An exploration of a musical polyglot.
Former Chicago Sun-Times music columnist and No Depression senior editor Sachs (American Country: Bluegrass, Honky-Tonk, and Crossover Sounds, 2012) views his subject as a low-profile yet indispensable innovator within a vital American idiom. As he writes, “the title ‘record producer’ can contain [Burnett] no more than ‘film director’ could contain Orson Welles.” The privacy-minded Burnett, while friendly with the author, declined to participate in a project that Sachs describes as a “critical appreciation of his extensive body of work as an artist and producer,” so he relies on research, earlier discussions, and interviews with collaborators. Burnett was born in 1948 in Fort Worth, Texas, raised by “happy-go-lucky types” who encouraged his passions. Upon graduating high school, he purchased a crude recording studio and helped make a “lost classic” LP of underground rock, confirming his “ambition and restless creativity.” After moving to Los Angeles, he was soon drafted into Bob Dylan’s Rolling Thunder Revue; though he disliked the spotlight, the touring experience “instilled deep community values in Burnett.” He also became devoted to countercultural Christianity, explored in three 1970s albums with the Alpha Band, which won acclaim but not sales. Simultaneously, Burnett developed a reputation among aspiring musicians as a bold, exacting producer, which led to success in the 1980s for artists like Los Lobos, Peter Case, and the BoDeans. Burnett pursued collaborative relationships with iconoclasts like Sam Shepard and Elvis Costello, but periodic solo efforts underperformed. As he told Sachs about one acclaimed effort, “I was writing about self-deception and deceiving myself while I was doing it.” Burnett then transformed the popularity of film soundtracks through his work with the Coen Brothers, adding depth (and profitability) to their “surrealistic vision.” Sachs writes clearly and confidently about music production and the industry, and he ably captures the personalities and sometimes-contentious viewpoints of Burnett and his circle. However, the focus on Burnett’s role as a top-shelf producer makes the perspective feel slightly narrow.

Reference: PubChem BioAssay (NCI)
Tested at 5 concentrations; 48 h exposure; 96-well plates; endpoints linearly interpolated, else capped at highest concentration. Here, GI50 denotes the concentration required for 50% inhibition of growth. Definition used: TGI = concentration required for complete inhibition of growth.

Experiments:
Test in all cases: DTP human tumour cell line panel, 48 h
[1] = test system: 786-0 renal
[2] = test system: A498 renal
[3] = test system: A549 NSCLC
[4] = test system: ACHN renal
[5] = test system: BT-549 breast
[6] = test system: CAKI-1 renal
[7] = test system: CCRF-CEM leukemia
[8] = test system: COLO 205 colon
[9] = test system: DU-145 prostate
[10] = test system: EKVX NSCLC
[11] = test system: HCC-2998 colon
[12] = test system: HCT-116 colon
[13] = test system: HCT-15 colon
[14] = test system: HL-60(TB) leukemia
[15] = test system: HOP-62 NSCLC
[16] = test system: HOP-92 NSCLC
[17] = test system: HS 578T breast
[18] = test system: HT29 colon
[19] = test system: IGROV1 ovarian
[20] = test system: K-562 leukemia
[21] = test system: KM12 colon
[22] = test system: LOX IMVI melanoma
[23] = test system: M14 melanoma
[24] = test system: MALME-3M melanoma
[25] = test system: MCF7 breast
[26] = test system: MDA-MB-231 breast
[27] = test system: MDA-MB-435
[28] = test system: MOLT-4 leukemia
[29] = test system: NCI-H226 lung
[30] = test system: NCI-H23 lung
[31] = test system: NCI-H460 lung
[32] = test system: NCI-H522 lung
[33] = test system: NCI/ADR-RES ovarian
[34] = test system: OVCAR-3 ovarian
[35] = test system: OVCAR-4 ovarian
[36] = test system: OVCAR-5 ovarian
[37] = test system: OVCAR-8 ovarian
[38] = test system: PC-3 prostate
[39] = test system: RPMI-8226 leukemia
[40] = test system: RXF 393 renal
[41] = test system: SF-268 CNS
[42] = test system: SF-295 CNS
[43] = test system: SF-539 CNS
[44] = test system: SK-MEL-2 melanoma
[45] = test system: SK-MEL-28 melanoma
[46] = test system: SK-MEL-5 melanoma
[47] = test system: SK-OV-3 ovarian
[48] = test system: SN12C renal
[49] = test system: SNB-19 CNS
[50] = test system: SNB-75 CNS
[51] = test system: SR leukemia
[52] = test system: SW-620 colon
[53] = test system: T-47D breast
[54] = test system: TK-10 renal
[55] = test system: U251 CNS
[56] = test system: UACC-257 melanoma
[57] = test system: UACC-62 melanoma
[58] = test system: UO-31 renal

Intriguing, slightly impersonal catalog of a soulful mastermind’s accomplishments.